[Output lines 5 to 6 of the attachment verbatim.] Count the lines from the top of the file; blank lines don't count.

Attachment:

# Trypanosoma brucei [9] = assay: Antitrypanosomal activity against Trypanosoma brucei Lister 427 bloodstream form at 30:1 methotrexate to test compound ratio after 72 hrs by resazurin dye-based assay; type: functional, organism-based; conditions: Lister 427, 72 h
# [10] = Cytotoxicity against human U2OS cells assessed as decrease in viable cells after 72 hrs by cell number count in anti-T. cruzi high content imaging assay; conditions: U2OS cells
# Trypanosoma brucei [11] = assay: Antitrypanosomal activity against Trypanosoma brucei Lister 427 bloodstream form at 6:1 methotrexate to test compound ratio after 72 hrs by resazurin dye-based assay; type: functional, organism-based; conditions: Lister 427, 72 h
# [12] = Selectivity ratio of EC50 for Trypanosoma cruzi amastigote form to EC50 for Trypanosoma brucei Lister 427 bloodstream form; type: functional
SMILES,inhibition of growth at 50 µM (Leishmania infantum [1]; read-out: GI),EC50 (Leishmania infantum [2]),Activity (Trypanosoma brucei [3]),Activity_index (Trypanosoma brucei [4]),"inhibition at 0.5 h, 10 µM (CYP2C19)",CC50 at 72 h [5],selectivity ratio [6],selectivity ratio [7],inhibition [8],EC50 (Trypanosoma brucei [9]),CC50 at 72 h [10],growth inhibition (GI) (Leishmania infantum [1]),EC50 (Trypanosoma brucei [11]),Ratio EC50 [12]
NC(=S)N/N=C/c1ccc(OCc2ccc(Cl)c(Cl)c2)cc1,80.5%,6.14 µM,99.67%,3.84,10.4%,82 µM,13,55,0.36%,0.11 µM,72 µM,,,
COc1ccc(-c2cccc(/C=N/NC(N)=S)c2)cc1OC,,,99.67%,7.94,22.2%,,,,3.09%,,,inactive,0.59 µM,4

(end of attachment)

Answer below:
SMILES,inhibition of growth at 50 µM (Leishmania infantum [1]; read-out: GI),EC50 (Leishmania infantum [2]),Activity (Trypanosoma brucei [3]),Activity_index (Trypanosoma brucei [4]),"inhibition at 0.5 h, 10 µM (CYP2C19)",CC50 at 72 h [5],selectivity ratio [6],selectivity ratio [7],inhibition [8],EC50 (Trypanosoma brucei [9]),CC50 at 72 h [10],growth inhibition (GI) (Leishmania infantum [1]),EC50 (Trypanosoma brucei [11]),Ratio EC50 [12]
NC(=S)N/N=C/c1ccc(OCc2ccc(Cl)c(Cl)c2)cc1,80.5%,6.14 µM,99.67%,3.84,10.4%,82 µM,13,55,0.36%,0.11 µM,72 µM,,,